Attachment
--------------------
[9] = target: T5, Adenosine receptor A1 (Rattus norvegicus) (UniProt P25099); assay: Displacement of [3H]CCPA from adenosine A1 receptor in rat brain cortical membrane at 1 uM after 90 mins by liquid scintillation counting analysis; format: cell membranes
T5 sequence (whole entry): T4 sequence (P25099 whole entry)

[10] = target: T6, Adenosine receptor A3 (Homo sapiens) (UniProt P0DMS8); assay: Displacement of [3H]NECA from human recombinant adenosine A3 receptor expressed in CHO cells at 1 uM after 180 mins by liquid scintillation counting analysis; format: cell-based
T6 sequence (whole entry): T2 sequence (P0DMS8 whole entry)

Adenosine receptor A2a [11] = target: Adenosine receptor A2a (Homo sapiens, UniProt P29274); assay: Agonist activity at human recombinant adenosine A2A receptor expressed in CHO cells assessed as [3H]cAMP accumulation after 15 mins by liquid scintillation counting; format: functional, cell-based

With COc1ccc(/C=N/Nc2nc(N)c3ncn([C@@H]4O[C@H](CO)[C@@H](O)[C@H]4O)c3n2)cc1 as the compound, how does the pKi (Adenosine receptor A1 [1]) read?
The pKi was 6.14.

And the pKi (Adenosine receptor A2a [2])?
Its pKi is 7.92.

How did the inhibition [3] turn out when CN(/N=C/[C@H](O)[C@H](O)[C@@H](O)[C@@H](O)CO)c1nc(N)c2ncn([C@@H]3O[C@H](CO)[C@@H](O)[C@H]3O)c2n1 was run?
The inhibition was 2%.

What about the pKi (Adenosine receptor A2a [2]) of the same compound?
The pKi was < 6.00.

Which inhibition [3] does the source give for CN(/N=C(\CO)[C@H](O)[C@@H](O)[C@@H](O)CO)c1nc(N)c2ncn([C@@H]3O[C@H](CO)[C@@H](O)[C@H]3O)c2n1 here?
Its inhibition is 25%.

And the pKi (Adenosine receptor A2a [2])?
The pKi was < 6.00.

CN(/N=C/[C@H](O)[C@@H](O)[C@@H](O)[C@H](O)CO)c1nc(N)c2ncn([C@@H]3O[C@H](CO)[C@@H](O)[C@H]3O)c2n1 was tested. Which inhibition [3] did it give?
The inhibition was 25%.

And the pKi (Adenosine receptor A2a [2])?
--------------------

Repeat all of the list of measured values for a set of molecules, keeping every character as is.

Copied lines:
[9] = target: T5, Adenosine receptor A1 (Rattus norvegicus) (UniProt P25099); assay: Displacement of [3H]CCPA from adenosine A1 receptor in rat brain cortical membrane at 1 uM after 90 mins by liquid scintillation counting analysis; format: cell membranes
T5 sequence (whole entry): T4 sequence (P25099 whole entry)

[10] = target: T6, Adenosine receptor A3 (Homo sapiens) (UniProt P0DMS8); assay: Displacement of [3H]NECA from human recombinant adenosine A3 receptor expressed in CHO cells at 1 uM after 180 mins by liquid scintillation counting analysis; format: cell-based
T6 sequence (whole entry): T2 sequence (P0DMS8 whole entry)

Adenosine receptor A2a [11] = target: Adenosine receptor A2a (Homo sapiens, UniProt P29274); assay: Agonist activity at human recombinant adenosine A2A receptor expressed in CHO cells assessed as [3H]cAMP accumulation after 15 mins by liquid scintillation counting; format: functional, cell-based

With COc1ccc(/C=N/Nc2nc(N)c3ncn([C@@H]4O[C@H](CO)[C@@H](O)[C@H]4O)c3n2)cc1 as the compound, how does the pKi (Adenosine receptor A1 [1]) read?
The pKi was 6.14.

And the pKi (Adenosine receptor A2a [2])?
Its pKi is 7.92.

How did the inhibition [3] turn out when CN(/N=C/[C@H](O)[C@H](O)[C@@H](O)[C@@H](O)CO)c1nc(N)c2ncn([C@@H]3O[C@H](CO)[C@@H](O)[C@H]3O)c2n1 was run?
The inhibition was 2%.

What about the pKi (Adenosine receptor A2a [2]) of the same compound?
The pKi was < 6.00.

Which inhibition [3] does the source give for CN(/N=C(\CO)[C@H](O)[C@@H](O)[C@@H](O)CO)c1nc(N)c2ncn([C@@H]3O[C@H](CO)[C@@H](O)[C@H]3O)c2n1 here?
Its inhibition is 25%.

And the pKi (Adenosine receptor A2a [2])?
The pKi was < 6.00.

CN(/N=C/[C@H](O)[C@@H](O)[C@@H](O)[C@H](O)CO)c1nc(N)c2ncn([C@@H]3O[C@H](CO)[C@@H](O)[C@H]3O)c2n1 was tested. Which inhibition [3] did it give?
The inhibition was 25%.

And the pKi (Adenosine receptor A2a [2])?